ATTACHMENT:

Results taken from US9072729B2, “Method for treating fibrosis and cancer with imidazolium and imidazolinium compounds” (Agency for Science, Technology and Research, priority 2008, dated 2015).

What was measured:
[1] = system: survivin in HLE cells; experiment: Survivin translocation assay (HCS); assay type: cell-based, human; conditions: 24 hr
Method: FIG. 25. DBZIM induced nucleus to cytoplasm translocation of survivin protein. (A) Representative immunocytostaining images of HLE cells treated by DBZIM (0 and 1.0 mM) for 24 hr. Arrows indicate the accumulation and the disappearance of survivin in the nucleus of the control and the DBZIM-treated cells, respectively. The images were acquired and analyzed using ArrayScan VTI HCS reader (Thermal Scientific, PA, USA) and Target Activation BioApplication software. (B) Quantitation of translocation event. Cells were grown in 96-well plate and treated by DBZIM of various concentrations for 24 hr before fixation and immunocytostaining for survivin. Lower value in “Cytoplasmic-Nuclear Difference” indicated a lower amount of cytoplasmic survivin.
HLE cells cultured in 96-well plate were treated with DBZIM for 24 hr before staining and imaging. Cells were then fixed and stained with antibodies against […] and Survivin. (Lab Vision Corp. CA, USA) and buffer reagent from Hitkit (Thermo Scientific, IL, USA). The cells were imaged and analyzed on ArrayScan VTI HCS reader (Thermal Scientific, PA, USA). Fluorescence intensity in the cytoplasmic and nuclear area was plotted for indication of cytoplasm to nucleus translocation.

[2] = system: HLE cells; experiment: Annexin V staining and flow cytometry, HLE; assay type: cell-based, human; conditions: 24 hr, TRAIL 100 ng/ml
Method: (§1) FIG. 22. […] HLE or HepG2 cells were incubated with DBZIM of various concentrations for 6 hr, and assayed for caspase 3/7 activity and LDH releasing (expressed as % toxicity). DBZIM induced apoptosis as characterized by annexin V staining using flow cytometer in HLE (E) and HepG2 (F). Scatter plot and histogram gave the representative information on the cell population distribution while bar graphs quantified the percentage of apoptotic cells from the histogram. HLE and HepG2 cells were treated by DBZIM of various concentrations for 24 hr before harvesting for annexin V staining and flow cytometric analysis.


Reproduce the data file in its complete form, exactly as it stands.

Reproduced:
Results taken from US9072729B2, “Method for treating fibrosis and cancer with imidazolium and imidazolinium compounds” (Agency for Science, Technology and Research, priority 2008, dated 2015).

What was measured:
[1] = system: survivin in HLE cells; experiment: Survivin translocation assay (HCS); assay type: cell-based, human; conditions: 24 hr
Method: FIG. 25. DBZIM induced nucleus to cytoplasm translocation of survivin protein. (A) Representative immunocytostaining images of HLE cells treated by DBZIM (0 and 1.0 mM) for 24 hr. Arrows indicate the accumulation and the disappearance of survivin in the nucleus of the control and the DBZIM-treated cells, respectively. The images were acquired and analyzed using ArrayScan VTI HCS reader (Thermal Scientific, PA, USA) and Target Activation BioApplication software. (B) Quantitation of translocation event. Cells were grown in 96-well plate and treated by DBZIM of various concentrations for 24 hr before fixation and immunocytostaining for survivin. Lower value in “Cytoplasmic-Nuclear Difference” indicated a lower amount of cytoplasmic survivin.
HLE cells cultured in 96-well plate were treated with DBZIM for 24 hr before staining and imaging. Cells were then fixed and stained with antibodies against […] and Survivin. (Lab Vision Corp. CA, USA) and buffer reagent from Hitkit (Thermo Scientific, IL, USA). The cells were imaged and analyzed on ArrayScan VTI HCS reader (Thermal Scientific, PA, USA). Fluorescence intensity in the cytoplasmic and nuclear area was plotted for indication of cytoplasm to nucleus translocation.

[2] = system: HLE cells; experiment: Annexin V staining and flow cytometry, HLE; assay type: cell-based, human; conditions: 24 hr, TRAIL 100 ng/ml
Method: (§1) FIG. 22. […] HLE or HepG2 cells were incubated with DBZIM of various concentrations for 6 hr, and assayed for caspase 3/7 activity and LDH releasing (expressed as % toxicity). DBZIM induced apoptosis as characterized by annexin V staining using flow cytometer in HLE (E) and HepG2 (F). Scatter plot and histogram gave the representative information on the cell population distribution while bar graphs quantified the percentage of apoptotic cells from the histogram. HLE and HepG2 cells were treated by DBZIM of various concentrations for 24 hr before harvesting for annexin V staining and flow cytometric analysis.